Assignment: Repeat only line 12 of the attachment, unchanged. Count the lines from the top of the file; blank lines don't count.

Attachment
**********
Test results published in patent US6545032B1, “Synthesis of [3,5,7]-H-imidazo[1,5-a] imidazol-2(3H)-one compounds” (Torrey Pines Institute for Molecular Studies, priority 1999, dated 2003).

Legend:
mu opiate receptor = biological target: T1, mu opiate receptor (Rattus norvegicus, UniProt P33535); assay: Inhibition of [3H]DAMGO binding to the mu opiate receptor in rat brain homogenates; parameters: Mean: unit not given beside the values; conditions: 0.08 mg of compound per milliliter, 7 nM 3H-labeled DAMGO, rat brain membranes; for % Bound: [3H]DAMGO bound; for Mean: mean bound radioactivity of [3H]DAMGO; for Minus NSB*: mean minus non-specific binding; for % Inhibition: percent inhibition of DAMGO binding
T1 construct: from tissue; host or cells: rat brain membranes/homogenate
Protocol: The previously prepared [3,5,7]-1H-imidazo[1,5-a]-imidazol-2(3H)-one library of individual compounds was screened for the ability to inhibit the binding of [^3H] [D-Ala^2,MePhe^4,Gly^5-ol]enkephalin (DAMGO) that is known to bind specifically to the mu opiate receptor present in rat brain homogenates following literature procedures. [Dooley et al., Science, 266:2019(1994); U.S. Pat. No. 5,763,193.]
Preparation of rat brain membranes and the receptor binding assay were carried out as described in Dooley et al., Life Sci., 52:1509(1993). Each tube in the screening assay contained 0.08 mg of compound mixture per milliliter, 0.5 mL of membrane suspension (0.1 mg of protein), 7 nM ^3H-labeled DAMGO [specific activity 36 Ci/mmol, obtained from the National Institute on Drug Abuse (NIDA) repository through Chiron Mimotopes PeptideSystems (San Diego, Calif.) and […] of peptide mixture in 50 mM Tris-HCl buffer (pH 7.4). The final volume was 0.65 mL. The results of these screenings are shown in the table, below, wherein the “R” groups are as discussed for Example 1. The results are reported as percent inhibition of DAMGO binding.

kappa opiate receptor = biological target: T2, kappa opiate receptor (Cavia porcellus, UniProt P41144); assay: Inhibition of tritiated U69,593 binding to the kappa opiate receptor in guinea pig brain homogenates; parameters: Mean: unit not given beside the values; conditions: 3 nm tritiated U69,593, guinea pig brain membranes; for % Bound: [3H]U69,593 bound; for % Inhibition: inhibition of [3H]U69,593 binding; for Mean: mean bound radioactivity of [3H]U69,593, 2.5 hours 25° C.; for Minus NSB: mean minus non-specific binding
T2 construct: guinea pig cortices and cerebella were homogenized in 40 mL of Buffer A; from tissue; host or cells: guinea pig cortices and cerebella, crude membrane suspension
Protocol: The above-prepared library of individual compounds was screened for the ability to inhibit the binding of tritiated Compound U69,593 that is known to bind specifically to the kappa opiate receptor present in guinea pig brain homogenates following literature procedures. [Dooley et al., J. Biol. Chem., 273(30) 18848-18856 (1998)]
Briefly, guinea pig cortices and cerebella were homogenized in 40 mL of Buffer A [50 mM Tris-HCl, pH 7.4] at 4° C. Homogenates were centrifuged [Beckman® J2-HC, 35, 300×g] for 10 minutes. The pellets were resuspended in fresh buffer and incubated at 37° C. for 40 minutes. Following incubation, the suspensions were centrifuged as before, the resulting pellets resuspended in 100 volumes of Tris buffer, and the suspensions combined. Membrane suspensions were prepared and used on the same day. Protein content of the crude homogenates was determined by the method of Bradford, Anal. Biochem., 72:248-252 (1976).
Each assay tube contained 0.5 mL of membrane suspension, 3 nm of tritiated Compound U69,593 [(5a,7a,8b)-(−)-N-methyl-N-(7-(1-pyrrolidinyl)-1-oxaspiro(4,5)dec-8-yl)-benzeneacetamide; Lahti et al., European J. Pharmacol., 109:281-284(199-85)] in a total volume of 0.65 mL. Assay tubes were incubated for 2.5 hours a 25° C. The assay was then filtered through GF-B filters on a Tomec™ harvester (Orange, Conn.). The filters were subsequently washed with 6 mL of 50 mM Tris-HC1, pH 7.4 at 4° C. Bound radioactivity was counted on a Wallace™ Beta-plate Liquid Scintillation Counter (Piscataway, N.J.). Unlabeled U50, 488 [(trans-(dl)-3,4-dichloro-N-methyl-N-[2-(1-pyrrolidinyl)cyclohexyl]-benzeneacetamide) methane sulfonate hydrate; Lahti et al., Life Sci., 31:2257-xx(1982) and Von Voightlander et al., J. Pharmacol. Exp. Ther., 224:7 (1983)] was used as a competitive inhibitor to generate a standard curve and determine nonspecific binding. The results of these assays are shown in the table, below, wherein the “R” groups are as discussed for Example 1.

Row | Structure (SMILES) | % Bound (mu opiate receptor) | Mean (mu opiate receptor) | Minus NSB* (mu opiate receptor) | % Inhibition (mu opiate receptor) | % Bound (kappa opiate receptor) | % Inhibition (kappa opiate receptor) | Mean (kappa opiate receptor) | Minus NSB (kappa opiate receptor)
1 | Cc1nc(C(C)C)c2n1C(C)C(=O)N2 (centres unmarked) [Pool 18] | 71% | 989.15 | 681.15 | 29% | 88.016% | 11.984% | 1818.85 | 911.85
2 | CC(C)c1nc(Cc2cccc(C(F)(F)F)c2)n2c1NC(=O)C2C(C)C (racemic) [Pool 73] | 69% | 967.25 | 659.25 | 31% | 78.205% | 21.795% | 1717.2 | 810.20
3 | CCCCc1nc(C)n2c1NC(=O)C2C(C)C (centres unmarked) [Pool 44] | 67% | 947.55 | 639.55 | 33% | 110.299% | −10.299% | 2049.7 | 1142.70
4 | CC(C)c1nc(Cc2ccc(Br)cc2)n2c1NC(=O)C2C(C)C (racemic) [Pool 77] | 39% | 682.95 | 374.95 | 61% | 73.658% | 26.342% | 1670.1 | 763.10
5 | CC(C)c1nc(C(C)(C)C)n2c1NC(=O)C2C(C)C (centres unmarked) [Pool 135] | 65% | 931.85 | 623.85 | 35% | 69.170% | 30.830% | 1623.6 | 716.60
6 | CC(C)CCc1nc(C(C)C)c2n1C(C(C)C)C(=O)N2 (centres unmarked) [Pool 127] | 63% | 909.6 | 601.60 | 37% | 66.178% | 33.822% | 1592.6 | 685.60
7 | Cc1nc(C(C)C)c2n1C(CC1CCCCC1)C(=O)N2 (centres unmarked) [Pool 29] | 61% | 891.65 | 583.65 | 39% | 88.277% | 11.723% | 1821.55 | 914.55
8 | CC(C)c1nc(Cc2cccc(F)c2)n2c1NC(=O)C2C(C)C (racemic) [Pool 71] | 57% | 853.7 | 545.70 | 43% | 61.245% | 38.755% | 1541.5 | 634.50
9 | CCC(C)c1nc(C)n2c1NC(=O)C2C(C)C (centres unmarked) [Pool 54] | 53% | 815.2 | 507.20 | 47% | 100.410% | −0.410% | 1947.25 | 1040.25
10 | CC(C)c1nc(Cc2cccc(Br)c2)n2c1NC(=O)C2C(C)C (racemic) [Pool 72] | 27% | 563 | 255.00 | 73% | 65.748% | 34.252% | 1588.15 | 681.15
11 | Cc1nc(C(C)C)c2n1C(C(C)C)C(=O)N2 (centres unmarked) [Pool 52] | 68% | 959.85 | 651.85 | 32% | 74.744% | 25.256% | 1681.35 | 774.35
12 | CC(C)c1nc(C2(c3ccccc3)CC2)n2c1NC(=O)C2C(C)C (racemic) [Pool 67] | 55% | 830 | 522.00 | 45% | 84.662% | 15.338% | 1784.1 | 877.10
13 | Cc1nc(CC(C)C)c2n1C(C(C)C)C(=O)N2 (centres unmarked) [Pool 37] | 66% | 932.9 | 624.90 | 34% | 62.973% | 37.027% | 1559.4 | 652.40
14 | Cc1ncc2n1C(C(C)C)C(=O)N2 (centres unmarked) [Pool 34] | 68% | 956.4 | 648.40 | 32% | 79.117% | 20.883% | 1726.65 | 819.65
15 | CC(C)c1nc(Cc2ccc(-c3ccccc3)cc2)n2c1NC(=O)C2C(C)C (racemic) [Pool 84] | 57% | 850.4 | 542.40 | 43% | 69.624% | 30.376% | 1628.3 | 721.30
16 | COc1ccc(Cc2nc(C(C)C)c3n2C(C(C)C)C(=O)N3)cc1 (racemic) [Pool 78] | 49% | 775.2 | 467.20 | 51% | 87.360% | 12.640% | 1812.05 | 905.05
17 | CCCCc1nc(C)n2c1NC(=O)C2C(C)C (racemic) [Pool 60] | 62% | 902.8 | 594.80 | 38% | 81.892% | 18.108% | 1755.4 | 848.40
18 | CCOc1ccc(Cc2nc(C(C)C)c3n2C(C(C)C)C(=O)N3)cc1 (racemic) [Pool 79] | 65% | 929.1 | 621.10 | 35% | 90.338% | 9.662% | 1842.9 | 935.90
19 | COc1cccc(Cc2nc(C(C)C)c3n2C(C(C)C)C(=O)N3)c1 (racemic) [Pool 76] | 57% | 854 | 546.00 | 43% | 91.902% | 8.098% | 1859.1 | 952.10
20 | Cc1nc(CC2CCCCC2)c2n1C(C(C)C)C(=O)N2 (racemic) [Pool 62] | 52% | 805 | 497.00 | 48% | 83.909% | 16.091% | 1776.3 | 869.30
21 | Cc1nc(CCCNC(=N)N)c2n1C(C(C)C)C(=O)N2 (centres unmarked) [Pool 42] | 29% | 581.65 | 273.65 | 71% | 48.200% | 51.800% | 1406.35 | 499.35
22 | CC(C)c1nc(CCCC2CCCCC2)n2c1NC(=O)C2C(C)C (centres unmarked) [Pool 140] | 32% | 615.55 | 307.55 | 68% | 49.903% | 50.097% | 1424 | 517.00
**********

Row | Structure (SMILES) | % Bound (mu opiate receptor) | Mean (mu opiate receptor) | Minus NSB* (mu opiate receptor) | % Inhibition (mu opiate receptor) | % Bound (kappa opiate receptor) | % Inhibition (kappa opiate receptor) | Mean (kappa opiate receptor) | Minus NSB (kappa opiate receptor)